Add to that the fact that new research is being done which is profoundly changing our old belief systems. For example, we used to think that a little dose of a poison would do a little bit of harm, and a big dose would do a lot of harm (i.e., “the dose makes the poison”) – because water can kill you just as surely as arsenic, given sufficient quantity.   The new paradigm shows that exposure to even tiny amounts of chemicals (in the parts-per-trillion range) can have significant impacts on our health – in fact some chemcials impact the body profoundly in the parts per trillion range, but do little harm at much greater dosages. The old belief system did not address how chemicals can change the subtle organization of the brain. Now, according to Dr. Laura Vandenberg of the Tufts University Center for Regenerative and Developmental Biology [1] “we found chemicals that are working at that really low level, which can take a brain that’s in a girl animal and make it look like a brain from a boy animal, so, really subtle changes that have really important effects.”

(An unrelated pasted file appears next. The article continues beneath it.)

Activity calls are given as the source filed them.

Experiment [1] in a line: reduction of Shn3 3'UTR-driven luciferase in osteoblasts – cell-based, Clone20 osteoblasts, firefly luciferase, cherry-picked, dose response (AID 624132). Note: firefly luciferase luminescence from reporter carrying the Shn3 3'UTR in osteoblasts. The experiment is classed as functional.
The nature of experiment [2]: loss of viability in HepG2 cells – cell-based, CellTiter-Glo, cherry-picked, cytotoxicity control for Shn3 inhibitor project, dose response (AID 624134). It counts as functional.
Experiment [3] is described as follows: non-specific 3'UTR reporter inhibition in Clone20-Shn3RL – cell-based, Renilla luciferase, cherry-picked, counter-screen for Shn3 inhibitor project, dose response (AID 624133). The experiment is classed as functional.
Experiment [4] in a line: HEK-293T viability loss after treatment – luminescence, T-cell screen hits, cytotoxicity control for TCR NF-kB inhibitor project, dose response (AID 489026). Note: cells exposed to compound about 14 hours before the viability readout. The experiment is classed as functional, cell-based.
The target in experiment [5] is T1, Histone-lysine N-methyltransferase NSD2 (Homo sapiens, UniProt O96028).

In making a risk assessment of any chemical, we now also know that timing and order of exposure is critical – exposures can happen all at once, or one after the other, and that can make a world of difference.   And we also know another thing: mixtures of chemicals can make each other more toxic. For example: a dose of mercury that would kill 1 out of 100 rats, when combined with a dose of lead that would kill 1 out of 1000 rats – kills every rat exposed.

And finally, the new science called “epigenetics” is finding that pollutants and chemicals might be altering the 20,000-25,000 genes we’re born with—not by mutating or killing them, but by sending subtle signals that silence them or switch them on at the wrong times.  This can set the stage for diseases which can be passed down for generations. So exposure to chemicals can alter genetic expression, not only in your children, but in your children’s children – and their children too. Researchers at Washington State University found that when pregnant rats were exposed to permethrin, DEET or any of a number of industrial chemicals, the mother rats’ great granddaughters had higher risk of early puberty and malfunctioning ovaries — even though those subsequent generations had not been exposed to the chemical. [2]  Another recent study has shown that men who started smoking before puberty caused their sons to have significantly higher rates of obesity. And obesity is just the tip of the iceberg—many researchers believe that epigenetics holds the key to understanding cancer, Alzheimer’s, schizophrenia, autism, and  diabetes. Other studies are being published which corroborate these findings.[3]